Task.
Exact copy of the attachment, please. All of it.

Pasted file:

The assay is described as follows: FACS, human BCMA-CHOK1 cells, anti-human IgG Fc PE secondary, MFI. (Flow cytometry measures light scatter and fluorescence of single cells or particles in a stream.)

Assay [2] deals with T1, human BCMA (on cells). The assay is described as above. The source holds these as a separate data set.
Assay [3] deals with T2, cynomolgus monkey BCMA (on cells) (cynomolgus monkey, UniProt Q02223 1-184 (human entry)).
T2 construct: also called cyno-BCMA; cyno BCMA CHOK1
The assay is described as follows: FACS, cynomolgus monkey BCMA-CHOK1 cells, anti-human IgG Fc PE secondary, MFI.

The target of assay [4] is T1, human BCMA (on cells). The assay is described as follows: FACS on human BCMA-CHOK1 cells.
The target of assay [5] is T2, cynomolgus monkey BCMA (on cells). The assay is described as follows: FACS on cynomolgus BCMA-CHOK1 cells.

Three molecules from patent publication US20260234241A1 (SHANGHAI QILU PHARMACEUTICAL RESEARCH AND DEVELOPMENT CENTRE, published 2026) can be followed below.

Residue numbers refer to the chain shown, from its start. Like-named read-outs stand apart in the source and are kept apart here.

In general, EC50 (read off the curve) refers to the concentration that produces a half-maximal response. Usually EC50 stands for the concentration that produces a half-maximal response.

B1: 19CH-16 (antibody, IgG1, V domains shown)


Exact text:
The assay is described as follows: FACS, human BCMA-CHOK1 cells, anti-human IgG Fc PE secondary, MFI. (Flow cytometry measures light scatter and fluorescence of single cells or particles in a stream.)

Assay [2] deals with T1, human BCMA (on cells). The assay is described as above. The source holds these as a separate data set.
Assay [3] deals with T2, cynomolgus monkey BCMA (on cells) (cynomolgus monkey, UniProt Q02223 1-184 (human entry)).
T2 construct: also called cyno-BCMA; cyno BCMA CHOK1
The assay is described as follows: FACS, cynomolgus monkey BCMA-CHOK1 cells, anti-human IgG Fc PE secondary, MFI.

The target of assay [4] is T1, human BCMA (on cells). The assay is described as follows: FACS on human BCMA-CHOK1 cells.
The target of assay [5] is T2, cynomolgus monkey BCMA (on cells). The assay is described as follows: FACS on cynomolgus BCMA-CHOK1 cells.

Three molecules from patent publication US20260234241A1 (SHANGHAI QILU PHARMACEUTICAL RESEARCH AND DEVELOPMENT CENTRE, published 2026) can be followed below.

Residue numbers refer to the chain shown, from its start. Like-named read-outs stand apart in the source and are kept apart here.

In general, EC50 (read off the curve) refers to the concentration that produces a half-maximal response. Usually EC50 stands for the concentration that produces a half-maximal response.

B1: 19CH-16 (antibody, IgG1, V domains shown)